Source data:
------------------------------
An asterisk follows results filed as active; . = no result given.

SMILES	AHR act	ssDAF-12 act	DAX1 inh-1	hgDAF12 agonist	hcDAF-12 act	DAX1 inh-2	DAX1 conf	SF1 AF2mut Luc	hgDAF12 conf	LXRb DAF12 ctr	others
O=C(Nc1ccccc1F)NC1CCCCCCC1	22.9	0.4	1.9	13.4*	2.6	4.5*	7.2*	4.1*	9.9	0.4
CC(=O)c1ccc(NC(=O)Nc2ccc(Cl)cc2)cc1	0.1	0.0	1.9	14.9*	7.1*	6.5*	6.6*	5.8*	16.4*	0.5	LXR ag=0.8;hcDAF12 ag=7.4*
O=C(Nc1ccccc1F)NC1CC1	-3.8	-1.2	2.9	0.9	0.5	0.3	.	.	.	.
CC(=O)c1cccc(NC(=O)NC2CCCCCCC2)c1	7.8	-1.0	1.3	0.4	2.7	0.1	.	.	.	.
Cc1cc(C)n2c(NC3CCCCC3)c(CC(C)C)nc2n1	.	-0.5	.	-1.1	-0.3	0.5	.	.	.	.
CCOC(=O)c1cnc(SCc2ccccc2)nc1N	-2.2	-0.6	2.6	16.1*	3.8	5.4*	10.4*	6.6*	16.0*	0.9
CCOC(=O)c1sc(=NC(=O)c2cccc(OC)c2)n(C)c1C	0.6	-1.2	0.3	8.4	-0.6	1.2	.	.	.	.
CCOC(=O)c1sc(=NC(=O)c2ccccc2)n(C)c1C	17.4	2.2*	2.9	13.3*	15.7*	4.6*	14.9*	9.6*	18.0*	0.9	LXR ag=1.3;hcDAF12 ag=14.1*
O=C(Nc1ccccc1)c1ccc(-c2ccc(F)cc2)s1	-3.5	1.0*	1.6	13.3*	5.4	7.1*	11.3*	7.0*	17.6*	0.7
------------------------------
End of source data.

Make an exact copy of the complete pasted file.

An asterisk follows results filed as active; . = no result given.

SMILES	AHR act	ssDAF-12 act	DAX1 inh-1	hgDAF12 agonist	hcDAF-12 act	DAX1 inh-2	DAX1 conf	SF1 AF2mut Luc	hgDAF12 conf	LXRb DAF12 ctr	others
O=C(Nc1ccccc1F)NC1CCCCCCC1	22.9	0.4	1.9	13.4*	2.6	4.5*	7.2*	4.1*	9.9	0.4
CC(=O)c1ccc(NC(=O)Nc2ccc(Cl)cc2)cc1	0.1	0.0	1.9	14.9*	7.1*	6.5*	6.6*	5.8*	16.4*	0.5	LXR ag=0.8;hcDAF12 ag=7.4*
O=C(Nc1ccccc1F)NC1CC1	-3.8	-1.2	2.9	0.9	0.5	0.3	.	.	.	.
CC(=O)c1cccc(NC(=O)NC2CCCCCCC2)c1	7.8	-1.0	1.3	0.4	2.7	0.1	.	.	.	.
Cc1cc(C)n2c(NC3CCCCC3)c(CC(C)C)nc2n1	.	-0.5	.	-1.1	-0.3	0.5	.	.	.	.
CCOC(=O)c1cnc(SCc2ccccc2)nc1N	-2.2	-0.6	2.6	16.1*	3.8	5.4*	10.4*	6.6*	16.0*	0.9
CCOC(=O)c1sc(=NC(=O)c2cccc(OC)c2)n(C)c1C	0.6	-1.2	0.3	8.4	-0.6	1.2	.	.	.	.
CCOC(=O)c1sc(=NC(=O)c2ccccc2)n(C)c1C	17.4	2.2*	2.9	13.3*	15.7*	4.6*	14.9*	9.6*	18.0*	0.9	LXR ag=1.3;hcDAF12 ag=14.1*
O=C(Nc1ccccc1)c1ccc(-c2ccc(F)cc2)s1	-3.5	1.0*	1.6	13.3*	5.4	7.1*	11.3*	7.0*	17.6*	0.7